The section Bentho-Pelagic Processes implements research projects in polar and temperate latitudes. Projects are linked to PhD or Post-doctoral research proposals and realised by AWI together with its collaborating research institutions and universities.


Projects in the Antarctic

Bentho-pelagic carbon flux on the Antarctic continental shelf

This project aims to understand the interaction between sea ice cover, export of particulate organic carbon and its mineralization at the seafloor, and how benthopelagic fluxes of oxygen, carbon, and inorganic nutrients on the Antarctic shelf are influenced by climate change.

The Antarctic continental shelf represents roughly 11% of the world’s continental-shelf area and is considered the most productive part of the Antarctic. On the shelf, primary production strongly varies depending on light conditions, sea ice cover, mixing depth and nutrient availability. In regions impacted by global warming, such as the Antarctic Peninsula, these conditions are changing, leading to the retreat of sea ice and ice shelves and to the exposure of previously covered areas to marine primary production, with important repercussions on nutrient and carbon fluxes. Further, increased calving of icebergs and increased iceberg scours are expected to affect carbon turnover near the seabed.


Distribution and ecology of hexactinellid sponges in the southeastern Weddell Sea

The aim of the PhD project is to advance our understanding of the distribution and ecological role of glass sponges (Porifera, Hexactinellida) in the shelf areas of the southeastern Weddell Sea.

Sponges are important components of the seafloor communities in many regions of the Antarctic shelf. They often dominate the benthic biomass and can form extensive sponge grounds in some areas. The most conspicuous species belong to the class Hexactinellida, or glass sponges, which form skeletal needles of silicon dioxide and can grow up to 2 m in height. They are of ecological importance, because the sponge grounds provide a complex, three-dimensional habitat for a variety of other animals and may play a significant role in the cycling of silicon and carbon. However, many questions about their ecology and mode of life remain unresolved. The objectives of my PhD project are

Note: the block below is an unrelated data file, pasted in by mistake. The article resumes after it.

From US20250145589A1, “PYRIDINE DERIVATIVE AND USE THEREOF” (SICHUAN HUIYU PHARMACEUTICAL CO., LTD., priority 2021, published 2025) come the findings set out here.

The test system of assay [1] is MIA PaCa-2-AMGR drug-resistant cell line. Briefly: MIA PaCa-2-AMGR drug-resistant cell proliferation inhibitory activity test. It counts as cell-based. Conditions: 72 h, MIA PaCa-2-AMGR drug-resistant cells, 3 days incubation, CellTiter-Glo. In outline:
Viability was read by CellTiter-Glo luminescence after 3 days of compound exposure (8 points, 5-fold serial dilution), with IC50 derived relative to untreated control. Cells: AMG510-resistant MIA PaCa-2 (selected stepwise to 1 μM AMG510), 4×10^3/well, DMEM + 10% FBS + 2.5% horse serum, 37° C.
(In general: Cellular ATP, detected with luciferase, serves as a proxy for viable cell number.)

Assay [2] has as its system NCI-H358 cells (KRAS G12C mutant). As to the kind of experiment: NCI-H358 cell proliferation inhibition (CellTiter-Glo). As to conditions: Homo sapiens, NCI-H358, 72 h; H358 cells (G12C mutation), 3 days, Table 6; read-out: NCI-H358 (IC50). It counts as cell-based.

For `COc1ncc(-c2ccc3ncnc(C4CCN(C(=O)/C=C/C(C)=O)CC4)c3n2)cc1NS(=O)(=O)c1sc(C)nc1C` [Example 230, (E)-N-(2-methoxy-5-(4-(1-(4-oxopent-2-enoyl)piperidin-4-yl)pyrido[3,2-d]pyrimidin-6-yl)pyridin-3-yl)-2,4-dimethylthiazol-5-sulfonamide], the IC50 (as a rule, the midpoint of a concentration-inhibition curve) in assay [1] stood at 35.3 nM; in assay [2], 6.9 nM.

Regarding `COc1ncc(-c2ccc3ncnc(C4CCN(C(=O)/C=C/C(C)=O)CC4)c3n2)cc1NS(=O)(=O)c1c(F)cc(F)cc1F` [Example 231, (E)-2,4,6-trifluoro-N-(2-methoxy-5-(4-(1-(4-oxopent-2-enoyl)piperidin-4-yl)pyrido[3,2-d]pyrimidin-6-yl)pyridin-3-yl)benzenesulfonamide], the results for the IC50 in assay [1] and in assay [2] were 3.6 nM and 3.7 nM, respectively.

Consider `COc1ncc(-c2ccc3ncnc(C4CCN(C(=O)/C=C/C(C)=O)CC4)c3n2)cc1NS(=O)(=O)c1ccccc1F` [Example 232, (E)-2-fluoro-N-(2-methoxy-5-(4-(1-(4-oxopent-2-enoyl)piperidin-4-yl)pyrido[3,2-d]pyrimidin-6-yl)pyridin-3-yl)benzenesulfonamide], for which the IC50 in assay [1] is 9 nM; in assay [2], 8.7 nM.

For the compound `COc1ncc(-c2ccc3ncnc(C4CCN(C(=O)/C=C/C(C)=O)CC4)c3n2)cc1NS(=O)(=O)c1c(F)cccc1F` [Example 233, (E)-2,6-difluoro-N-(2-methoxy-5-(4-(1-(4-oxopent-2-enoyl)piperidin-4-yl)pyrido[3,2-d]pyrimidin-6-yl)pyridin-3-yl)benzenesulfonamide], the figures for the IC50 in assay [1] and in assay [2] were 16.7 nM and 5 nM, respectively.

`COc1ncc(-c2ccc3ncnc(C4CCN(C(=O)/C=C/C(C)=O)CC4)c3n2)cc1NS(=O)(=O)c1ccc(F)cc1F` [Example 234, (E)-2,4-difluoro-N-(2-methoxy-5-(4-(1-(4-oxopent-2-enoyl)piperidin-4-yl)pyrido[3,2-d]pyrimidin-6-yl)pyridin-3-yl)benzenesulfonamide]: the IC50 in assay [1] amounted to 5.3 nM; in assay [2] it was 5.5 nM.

1. to determine biomass ratios and size-biomass relationships for different glass sponge morphotypes, which can then be used to calculate glass sponge biomass from images,
  2. to estimate glass sponge metabolism and their impact on carbon cycling from measured pump rates and respiration, and
  3. to identify parameters governing their distribution, biodiversity, abundance and biomass on the southeastern Weddell Sea shelf.

This knowledge will help us to assess how these important ecosystem engineers will be affected by environmental changes. 

Benthic communities of the Weddell Sea: Past, Present and Future

To describe the present situation of the benthic fauna in the Weddell Sea by using new and old samples, describe community changes form past descriptions and asses how will benthic communities be affected by the ongoing climate change.

This project uses quantitative data of multi-box corer stations and seabed images taken during several cruises with RV Polarstern. As a first step the data will be used to fill gaps in current knowledge of benthic communities to the compare the "present" state with its "past" description. Additionally, environmental data (e.g. hydrography, sediment chemistry) is included in the analysis to asses which environmental factors regulate benthic distribution. The analysis of the past and present of benthic fauna and how the environment regulates benthos will be incorporated in a model to evaluate the effect of climate change over benthic faunal communities.

Projects in Patagonia

Plankton- And cold-water COral ecology in Comau fjord (PACOC)

PACOC investigates the growth of cold-water corals (CWC) in a naturally acidified Patagonian fjord and the role of zooplankton in sustaining their nutritional supply.